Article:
Capitol Switchboard: (202) 224-3121

 Click name for email contact form: MN01: Rep. Tim Walz (southern MN);  MN02: Rep. Jason Lewis (southern suburbs of Twin Cities);  MN03: Rep. Erik Paulsen (western suburbs and Bloomington);  MN04: Rep. Betty McCollum (St. Paul and its inner-ring suburbs):  MN05: Rep. Keith Ellison (Minneapolis its inner-ring suburbs):  MN06: Rep. Tom Emmer (I-94 corridor);  MN07: Rep. Collin Peterson (Northwestern MN and West-Central MN);  MN08: Rep. Rick Nolan (Northeastern MN); Senator Amy Klobuchar (whole state); Senator Al Franken (whole state)

Timeline:

  • Tuesday, Dec. 18: The U.S. House of Representatives is expected to vote on the tax bill.
  • Later this week: The U.S. Senate is expected to vote on the tax bill.
  • Friday, December 22: Deadline to continue 2018 spending at 2017 levels or decide new levels. If no decision is made, the government will shut down, which will impacting many services and payments, and that in the end will cost significantly more. This should have been figured out before the beginning of the 2018 fiscal year which began on Oct. 1, but they delayed the decisions.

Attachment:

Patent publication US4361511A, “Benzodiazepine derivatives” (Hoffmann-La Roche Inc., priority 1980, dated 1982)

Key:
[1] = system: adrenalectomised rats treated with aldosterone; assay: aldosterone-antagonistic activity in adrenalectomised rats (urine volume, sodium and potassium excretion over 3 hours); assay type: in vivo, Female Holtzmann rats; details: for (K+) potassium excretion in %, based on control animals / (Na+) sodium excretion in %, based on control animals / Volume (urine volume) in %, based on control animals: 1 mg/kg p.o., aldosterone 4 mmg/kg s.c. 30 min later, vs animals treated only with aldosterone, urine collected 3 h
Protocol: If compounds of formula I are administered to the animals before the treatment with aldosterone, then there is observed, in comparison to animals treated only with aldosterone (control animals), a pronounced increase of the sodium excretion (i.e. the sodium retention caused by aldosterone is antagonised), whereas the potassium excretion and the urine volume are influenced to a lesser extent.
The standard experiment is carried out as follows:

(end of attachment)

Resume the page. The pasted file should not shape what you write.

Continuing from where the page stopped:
Background on Final Negotiated Tax Bill:

Following the release of the 1000+ page bill on Friday, many economists have commented that it won’t turn into large savings for most low and middle income people, although it may seem like it as families see more in their paychecks in the first years of changes (with less deducted for taxes). In fact, after 8 years most people will have higher taxes than they would if the system would be left as it is.

Additionally, low–income people will likely end up worse off, in addition to losing many tools that could help them work their way out of poverty.